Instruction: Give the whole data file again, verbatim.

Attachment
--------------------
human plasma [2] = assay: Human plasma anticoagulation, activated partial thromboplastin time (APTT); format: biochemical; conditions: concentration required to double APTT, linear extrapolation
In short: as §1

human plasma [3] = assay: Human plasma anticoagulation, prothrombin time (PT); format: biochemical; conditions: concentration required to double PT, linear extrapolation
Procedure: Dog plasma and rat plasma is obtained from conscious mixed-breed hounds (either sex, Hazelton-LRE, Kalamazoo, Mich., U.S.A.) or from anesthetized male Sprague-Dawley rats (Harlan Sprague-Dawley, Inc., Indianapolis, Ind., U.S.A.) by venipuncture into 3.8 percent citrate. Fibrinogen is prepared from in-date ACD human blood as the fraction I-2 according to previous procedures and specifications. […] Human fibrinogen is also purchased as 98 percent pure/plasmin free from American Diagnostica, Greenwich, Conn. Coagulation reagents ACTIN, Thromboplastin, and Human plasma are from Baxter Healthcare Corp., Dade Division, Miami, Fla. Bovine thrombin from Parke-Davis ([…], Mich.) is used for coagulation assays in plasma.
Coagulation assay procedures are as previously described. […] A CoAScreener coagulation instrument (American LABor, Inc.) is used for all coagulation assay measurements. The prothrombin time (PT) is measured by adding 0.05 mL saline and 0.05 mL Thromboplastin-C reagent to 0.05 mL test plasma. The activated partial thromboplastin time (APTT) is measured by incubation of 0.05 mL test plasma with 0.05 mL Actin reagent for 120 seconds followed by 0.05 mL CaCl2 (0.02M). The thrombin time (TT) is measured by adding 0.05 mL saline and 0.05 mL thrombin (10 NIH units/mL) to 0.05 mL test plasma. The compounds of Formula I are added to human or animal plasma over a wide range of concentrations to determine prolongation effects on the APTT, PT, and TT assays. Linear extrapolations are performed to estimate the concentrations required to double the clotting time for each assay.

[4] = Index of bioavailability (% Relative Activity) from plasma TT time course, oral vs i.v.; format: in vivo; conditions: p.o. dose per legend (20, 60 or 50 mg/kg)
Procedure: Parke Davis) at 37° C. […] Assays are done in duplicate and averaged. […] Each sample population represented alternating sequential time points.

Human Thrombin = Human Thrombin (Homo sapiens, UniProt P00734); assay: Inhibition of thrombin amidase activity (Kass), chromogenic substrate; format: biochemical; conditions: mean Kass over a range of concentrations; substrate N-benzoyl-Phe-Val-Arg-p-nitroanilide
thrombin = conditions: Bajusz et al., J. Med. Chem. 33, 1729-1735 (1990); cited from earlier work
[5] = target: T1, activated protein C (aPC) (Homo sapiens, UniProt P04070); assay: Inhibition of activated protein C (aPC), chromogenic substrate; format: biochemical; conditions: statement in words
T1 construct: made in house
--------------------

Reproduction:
human plasma [2] = assay: Human plasma anticoagulation, activated partial thromboplastin time (APTT); format: biochemical; conditions: concentration required to double APTT, linear extrapolation
In short: as §1

human plasma [3] = assay: Human plasma anticoagulation, prothrombin time (PT); format: biochemical; conditions: concentration required to double PT, linear extrapolation
Procedure: Dog plasma and rat plasma is obtained from conscious mixed-breed hounds (either sex, Hazelton-LRE, Kalamazoo, Mich., U.S.A.) or from anesthetized male Sprague-Dawley rats (Harlan Sprague-Dawley, Inc., Indianapolis, Ind., U.S.A.) by venipuncture into 3.8 percent citrate. Fibrinogen is prepared from in-date ACD human blood as the fraction I-2 according to previous procedures and specifications. […] Human fibrinogen is also purchased as 98 percent pure/plasmin free from American Diagnostica, Greenwich, Conn. Coagulation reagents ACTIN, Thromboplastin, and Human plasma are from Baxter Healthcare Corp., Dade Division, Miami, Fla. Bovine thrombin from Parke-Davis ([…], Mich.) is used for coagulation assays in plasma.
Coagulation assay procedures are as previously described. […] A CoAScreener coagulation instrument (American LABor, Inc.) is used for all coagulation assay measurements. The prothrombin time (PT) is measured by adding 0.05 mL saline and 0.05 mL Thromboplastin-C reagent to 0.05 mL test plasma. The activated partial thromboplastin time (APTT) is measured by incubation of 0.05 mL test plasma with 0.05 mL Actin reagent for 120 seconds followed by 0.05 mL CaCl2 (0.02M). The thrombin time (TT) is measured by adding 0.05 mL saline and 0.05 mL thrombin (10 NIH units/mL) to 0.05 mL test plasma. The compounds of Formula I are added to human or animal plasma over a wide range of concentrations to determine prolongation effects on the APTT, PT, and TT assays. Linear extrapolations are performed to estimate the concentrations required to double the clotting time for each assay.

[4] = Index of bioavailability (% Relative Activity) from plasma TT time course, oral vs i.v.; format: in vivo; conditions: p.o. dose per legend (20, 60 or 50 mg/kg)
Procedure: Parke Davis) at 37° C. […] Assays are done in duplicate and averaged. […] Each sample population represented alternating sequential time points.

Human Thrombin = Human Thrombin (Homo sapiens, UniProt P00734); assay: Inhibition of thrombin amidase activity (Kass), chromogenic substrate; format: biochemical; conditions: mean Kass over a range of concentrations; substrate N-benzoyl-Phe-Val-Arg-p-nitroanilide
thrombin = conditions: Bajusz et al., J. Med. Chem. 33, 1729-1735 (1990); cited from earlier work
[5] = target: T1, activated protein C (aPC) (Homo sapiens, UniProt P04070); assay: Inhibition of activated protein C (aPC), chromogenic substrate; format: biochemical; conditions: statement in words
T1 construct: made in house